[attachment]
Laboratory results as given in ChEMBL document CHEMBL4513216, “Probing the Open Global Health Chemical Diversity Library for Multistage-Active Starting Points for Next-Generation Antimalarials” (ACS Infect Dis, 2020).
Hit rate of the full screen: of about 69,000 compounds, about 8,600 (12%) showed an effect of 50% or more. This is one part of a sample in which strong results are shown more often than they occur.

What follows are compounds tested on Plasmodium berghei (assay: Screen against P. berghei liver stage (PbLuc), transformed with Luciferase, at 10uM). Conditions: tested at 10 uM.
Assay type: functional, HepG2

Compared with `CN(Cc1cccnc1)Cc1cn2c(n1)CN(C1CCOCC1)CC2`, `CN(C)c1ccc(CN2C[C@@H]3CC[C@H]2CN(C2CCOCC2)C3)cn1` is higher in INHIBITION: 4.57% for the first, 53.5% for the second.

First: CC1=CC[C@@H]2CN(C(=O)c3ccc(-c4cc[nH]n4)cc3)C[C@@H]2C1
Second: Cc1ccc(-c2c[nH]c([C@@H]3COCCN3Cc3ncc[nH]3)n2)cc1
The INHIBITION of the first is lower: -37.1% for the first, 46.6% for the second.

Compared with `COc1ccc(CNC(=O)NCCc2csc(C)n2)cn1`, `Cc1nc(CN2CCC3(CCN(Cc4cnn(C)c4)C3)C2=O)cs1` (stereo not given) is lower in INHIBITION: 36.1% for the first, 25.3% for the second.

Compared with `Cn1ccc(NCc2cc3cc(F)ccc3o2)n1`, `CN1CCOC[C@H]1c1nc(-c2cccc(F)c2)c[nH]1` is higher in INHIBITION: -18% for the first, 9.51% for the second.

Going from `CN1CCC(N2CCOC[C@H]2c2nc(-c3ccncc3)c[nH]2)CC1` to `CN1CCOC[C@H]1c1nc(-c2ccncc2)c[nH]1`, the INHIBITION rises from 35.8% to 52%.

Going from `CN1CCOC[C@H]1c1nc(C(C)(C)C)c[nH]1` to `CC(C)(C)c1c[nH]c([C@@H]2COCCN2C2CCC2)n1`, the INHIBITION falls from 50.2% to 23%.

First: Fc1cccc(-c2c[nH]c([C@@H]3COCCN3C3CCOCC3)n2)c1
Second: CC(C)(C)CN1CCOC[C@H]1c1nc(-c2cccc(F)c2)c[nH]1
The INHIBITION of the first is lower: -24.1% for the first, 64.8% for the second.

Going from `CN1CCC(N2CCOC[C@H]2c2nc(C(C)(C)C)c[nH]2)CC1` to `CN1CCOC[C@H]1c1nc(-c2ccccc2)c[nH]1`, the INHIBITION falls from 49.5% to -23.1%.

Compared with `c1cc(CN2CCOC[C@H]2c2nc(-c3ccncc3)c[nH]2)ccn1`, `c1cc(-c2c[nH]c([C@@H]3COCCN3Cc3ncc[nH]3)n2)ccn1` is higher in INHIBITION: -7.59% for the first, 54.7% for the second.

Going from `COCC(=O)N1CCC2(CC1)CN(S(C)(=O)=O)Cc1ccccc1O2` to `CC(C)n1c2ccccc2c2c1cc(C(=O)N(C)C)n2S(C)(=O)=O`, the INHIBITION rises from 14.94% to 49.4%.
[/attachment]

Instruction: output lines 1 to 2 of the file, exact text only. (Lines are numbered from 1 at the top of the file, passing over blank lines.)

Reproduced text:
Laboratory results as given in ChEMBL document CHEMBL4513216, “Probing the Open Global Health Chemical Diversity Library for Multistage-Active Starting Points for Next-Generation Antimalarials” (ACS Infect Dis, 2020).
Hit rate of the full screen: of about 69,000 compounds, about 8,600 (12%) showed an effect of 50% or more. This is one part of a sample in which strong results are shown more often than they occur.